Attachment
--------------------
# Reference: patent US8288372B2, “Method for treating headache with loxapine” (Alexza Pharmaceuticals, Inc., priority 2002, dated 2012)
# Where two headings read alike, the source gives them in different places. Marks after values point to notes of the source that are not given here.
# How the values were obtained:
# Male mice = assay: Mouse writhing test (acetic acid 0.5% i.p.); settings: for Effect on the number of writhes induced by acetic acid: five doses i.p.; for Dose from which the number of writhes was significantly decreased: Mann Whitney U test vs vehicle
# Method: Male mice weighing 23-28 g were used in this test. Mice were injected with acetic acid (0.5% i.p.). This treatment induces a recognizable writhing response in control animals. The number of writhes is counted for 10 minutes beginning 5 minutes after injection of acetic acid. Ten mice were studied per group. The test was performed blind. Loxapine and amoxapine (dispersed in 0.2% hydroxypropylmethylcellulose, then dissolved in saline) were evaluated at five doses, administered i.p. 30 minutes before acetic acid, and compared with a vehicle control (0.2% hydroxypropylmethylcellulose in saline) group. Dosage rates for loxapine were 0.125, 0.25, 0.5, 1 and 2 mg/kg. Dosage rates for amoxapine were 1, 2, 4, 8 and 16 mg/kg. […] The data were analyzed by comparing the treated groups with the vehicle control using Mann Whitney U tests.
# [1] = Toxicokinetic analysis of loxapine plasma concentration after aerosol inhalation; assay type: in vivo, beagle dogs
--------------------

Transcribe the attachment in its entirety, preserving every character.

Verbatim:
# Reference: patent US8288372B2, “Method for treating headache with loxapine” (Alexza Pharmaceuticals, Inc., priority 2002, dated 2012)
# Where two headings read alike, the source gives them in different places. Marks after values point to notes of the source that are not given here.
# How the values were obtained:
# Male mice = assay: Mouse writhing test (acetic acid 0.5% i.p.); settings: for Effect on the number of writhes induced by acetic acid: five doses i.p.; for Dose from which the number of writhes was significantly decreased: Mann Whitney U test vs vehicle
# Method: Male mice weighing 23-28 g were used in this test. Mice were injected with acetic acid (0.5% i.p.). This treatment induces a recognizable writhing response in control animals. The number of writhes is counted for 10 minutes beginning 5 minutes after injection of acetic acid. Ten mice were studied per group. The test was performed blind. Loxapine and amoxapine (dispersed in 0.2% hydroxypropylmethylcellulose, then dissolved in saline) were evaluated at five doses, administered i.p. 30 minutes before acetic acid, and compared with a vehicle control (0.2% hydroxypropylmethylcellulose in saline) group. Dosage rates for loxapine were 0.125, 0.25, 0.5, 1 and 2 mg/kg. Dosage rates for amoxapine were 1, 2, 4, 8 and 16 mg/kg. […] The data were analyzed by comparing the treated groups with the vehicle control using Mann Whitney U tests.
# [1] = Toxicokinetic analysis of loxapine plasma concentration after aerosol inhalation; assay type: in vivo, beagle dogs